What’s up next/what are you working on now?

Right now I’m tweaking two children’s books. One is historical nonfiction about the life of a formerly enslaved man who lived 130+ years. The other is historical “faction” about a wonderful experience a little boy had in the south in 1938.

 

Not a 12 x 12 member? We’d love to have you join us! Registration opens in January for our new year where we’ll challenge you to write 12 picture book drafts in 12 months. Plus, you’ll get the support and encouragement of a writers group like no other! Click here to join our notification list!

Rita was a 12 x 12 scholarship recipient. The 2018 scholarship opportunity is open until December 1, 2017. Find out the details and apply here

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How I Got My Agent – Jess Townes http://www.juliehedlund.com/how-i-got-my-agent-jess-townes/ http://www.juliehedlund.com/how-i-got-my-agent-jess-townes/#respond Tue, 21 Nov 2017 08:37:24 +0000 http://www.juliehedlund.com/?p=14245 12 x 12 member Jess TownesI LOVE the spirit of today’s “How I Got My Agent” author. No wonder she’s had such success. I think we’ve all felt, one way or another, that authors and opportunities are passing us by and we’ll never “get there.” It’s stories like these that make you remember there is room for everyone, and you WILL get there if you don’t give up. Please welcome, Jess Townes!

How long had you been writing before seeking an agent, and what made you decide it was time to look for one?

I’ve been a life-long writer. I used to write sequels or new endings to my favorite books when I was a child, before I knew there was a term for that! There have been very few seasons of my life when I wasn’t writing, at least privately, but I started focusing on the craft of writing for children about two years ago. I waited eighteen months before submitting any of my writing to agents or editors. It took that long before I felt I had a body of submission-ready picture book work that was somewhat representative of my voice and style.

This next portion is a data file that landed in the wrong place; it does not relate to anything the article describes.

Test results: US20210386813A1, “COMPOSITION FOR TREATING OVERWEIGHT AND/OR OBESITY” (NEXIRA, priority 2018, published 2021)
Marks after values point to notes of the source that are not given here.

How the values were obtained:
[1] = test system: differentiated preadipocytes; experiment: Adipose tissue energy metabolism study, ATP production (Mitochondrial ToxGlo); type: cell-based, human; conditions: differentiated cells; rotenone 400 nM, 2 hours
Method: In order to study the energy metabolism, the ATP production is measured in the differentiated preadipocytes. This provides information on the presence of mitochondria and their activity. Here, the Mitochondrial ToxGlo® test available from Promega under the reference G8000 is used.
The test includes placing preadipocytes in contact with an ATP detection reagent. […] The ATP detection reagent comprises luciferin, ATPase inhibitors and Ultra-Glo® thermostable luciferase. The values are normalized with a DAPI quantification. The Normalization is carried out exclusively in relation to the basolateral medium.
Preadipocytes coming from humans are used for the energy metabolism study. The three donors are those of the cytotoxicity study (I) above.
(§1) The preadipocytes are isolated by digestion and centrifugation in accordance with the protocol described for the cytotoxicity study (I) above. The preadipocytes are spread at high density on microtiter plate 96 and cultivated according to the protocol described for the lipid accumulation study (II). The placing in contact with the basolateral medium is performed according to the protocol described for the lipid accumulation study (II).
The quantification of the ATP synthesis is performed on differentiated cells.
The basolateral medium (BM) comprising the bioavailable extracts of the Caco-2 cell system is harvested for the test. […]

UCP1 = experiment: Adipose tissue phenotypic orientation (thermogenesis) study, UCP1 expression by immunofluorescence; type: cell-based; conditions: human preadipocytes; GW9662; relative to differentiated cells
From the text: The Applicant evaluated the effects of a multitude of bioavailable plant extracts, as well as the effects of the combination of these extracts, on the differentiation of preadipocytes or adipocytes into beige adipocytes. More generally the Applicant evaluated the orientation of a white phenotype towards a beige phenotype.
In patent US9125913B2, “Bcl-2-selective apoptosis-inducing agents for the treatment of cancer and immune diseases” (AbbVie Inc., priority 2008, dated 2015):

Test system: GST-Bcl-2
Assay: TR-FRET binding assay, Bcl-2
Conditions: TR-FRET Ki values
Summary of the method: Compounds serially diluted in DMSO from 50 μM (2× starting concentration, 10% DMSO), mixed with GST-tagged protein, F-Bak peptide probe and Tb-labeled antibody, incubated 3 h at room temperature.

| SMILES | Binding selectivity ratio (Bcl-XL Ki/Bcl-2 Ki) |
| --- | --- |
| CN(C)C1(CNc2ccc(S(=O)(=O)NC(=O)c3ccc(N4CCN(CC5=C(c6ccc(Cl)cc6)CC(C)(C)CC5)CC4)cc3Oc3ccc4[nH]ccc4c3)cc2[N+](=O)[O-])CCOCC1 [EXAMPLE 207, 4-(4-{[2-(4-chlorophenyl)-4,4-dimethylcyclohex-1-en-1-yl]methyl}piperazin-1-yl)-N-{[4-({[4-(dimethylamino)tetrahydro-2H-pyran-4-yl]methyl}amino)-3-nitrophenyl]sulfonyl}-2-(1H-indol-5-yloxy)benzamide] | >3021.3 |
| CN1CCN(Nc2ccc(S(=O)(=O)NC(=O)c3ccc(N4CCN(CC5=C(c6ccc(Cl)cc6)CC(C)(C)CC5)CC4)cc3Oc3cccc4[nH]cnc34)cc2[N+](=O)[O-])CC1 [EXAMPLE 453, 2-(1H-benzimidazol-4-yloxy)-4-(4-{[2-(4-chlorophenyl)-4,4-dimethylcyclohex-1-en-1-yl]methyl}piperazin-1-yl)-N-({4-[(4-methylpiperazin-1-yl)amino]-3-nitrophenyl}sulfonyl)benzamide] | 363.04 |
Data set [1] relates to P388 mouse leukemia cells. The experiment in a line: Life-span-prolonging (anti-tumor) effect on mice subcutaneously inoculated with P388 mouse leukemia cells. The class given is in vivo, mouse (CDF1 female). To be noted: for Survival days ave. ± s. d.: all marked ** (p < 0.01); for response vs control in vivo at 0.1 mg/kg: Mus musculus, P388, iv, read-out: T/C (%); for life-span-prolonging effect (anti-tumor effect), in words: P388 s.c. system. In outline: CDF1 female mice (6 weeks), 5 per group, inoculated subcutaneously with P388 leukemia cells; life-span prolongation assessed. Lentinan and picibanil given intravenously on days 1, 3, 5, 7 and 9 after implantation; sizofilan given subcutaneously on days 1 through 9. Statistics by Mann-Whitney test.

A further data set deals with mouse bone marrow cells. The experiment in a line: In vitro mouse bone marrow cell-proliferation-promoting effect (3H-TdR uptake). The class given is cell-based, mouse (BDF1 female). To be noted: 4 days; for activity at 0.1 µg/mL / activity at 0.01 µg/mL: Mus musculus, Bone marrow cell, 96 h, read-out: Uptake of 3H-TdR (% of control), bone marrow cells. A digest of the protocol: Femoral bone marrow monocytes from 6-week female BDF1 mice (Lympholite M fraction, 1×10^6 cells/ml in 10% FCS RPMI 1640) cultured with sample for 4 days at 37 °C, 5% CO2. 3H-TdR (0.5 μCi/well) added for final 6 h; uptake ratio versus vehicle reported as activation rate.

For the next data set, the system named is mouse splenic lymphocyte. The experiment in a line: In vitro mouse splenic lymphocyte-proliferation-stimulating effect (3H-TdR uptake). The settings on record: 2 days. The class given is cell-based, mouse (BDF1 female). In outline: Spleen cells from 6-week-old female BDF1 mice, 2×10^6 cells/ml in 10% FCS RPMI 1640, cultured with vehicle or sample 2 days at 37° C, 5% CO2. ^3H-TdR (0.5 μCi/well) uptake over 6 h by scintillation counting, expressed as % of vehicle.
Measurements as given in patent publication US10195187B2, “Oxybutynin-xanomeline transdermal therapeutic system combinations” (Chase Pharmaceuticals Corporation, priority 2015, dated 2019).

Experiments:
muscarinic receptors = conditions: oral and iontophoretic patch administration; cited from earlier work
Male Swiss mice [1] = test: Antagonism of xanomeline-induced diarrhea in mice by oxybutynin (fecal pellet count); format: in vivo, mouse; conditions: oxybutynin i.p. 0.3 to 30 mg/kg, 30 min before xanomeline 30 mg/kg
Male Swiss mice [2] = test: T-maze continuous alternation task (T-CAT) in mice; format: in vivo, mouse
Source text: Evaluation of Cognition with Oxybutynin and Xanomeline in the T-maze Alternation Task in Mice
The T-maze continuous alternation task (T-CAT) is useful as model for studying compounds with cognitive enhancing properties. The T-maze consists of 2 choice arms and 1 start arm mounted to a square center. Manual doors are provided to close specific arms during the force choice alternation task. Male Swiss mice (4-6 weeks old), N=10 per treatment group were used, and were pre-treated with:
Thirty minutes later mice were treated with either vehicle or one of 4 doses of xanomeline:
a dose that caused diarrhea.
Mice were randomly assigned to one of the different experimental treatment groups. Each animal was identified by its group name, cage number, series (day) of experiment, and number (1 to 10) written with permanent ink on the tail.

I knew I wanted to seek an agent on the path to publication, not only because so many houses are closed to unsolicited submissions, but also because I value the industry knowledge an agent brings to the table. I invest a lot of time in learning the craft, reading in the genre and the creative process, but am still very much learning the ropes of the publication side of the industry. I’ve been fortunate to have some strong critique partners and fellow writers guide me in this process, but I still felt my career would be better served if guided by a literary agent.

What kind of research did you do before submitting?

Goodness. So much! Thanks to the internet, and great new sites every day like Manuscript Wish List, it is not that difficult to identify agents that are interested in representing picture books. I also write middle grade, so I kept that in mind when considering agents. I knew I wanted an agent that was interested in representing my career, and one that is at least moderately editorial in nature. Most importantly, I looked for key words that indicated my work might resonate with an agent, like “funny, sweet, heart and humor, quirky” and made a short list of those agents.

Next I read interviews with the agents, researched their current clients, and tried to gain an understanding of what kinds of projects they represented.

The dreaded questions: How many queries?  How many rejections?

In total, I submitted to nine agents. My agent was actually the first agent I ever submitted to, but it wasn’t my original submission that sparked her interest. More on that later. I received four requests for additional manuscripts, two requests for revisions and resubmissions and two offers. I received five written rejections during the process, and one agent stepped aside after I had received the offer, and two I never heard back from. I had to pull out my notecards to answer that!

Was it difficult to find an agent who wanted to represent an author focusing solely on picture books?